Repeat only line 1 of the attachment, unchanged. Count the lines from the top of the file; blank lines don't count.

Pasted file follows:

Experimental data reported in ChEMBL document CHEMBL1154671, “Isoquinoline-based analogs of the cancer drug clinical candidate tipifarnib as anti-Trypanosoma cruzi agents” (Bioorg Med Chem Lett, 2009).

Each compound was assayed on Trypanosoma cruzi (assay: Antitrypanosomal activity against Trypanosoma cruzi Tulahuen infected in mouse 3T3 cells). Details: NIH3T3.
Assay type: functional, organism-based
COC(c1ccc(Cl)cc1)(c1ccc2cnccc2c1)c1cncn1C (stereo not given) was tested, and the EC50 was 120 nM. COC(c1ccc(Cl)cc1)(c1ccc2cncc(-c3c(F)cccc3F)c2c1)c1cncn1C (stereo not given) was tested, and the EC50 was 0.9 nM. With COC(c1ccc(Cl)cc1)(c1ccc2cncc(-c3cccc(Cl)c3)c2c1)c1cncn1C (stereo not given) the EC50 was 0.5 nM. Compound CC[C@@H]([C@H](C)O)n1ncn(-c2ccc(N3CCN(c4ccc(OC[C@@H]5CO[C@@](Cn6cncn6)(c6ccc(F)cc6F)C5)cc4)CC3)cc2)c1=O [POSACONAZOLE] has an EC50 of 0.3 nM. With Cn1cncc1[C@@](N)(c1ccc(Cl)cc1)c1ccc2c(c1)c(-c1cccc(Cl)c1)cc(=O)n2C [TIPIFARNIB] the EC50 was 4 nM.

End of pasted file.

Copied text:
Experimental data reported in ChEMBL document CHEMBL1154671, “Isoquinoline-based analogs of the cancer drug clinical candidate tipifarnib as anti-Trypanosoma cruzi agents” (Bioorg Med Chem Lett, 2009).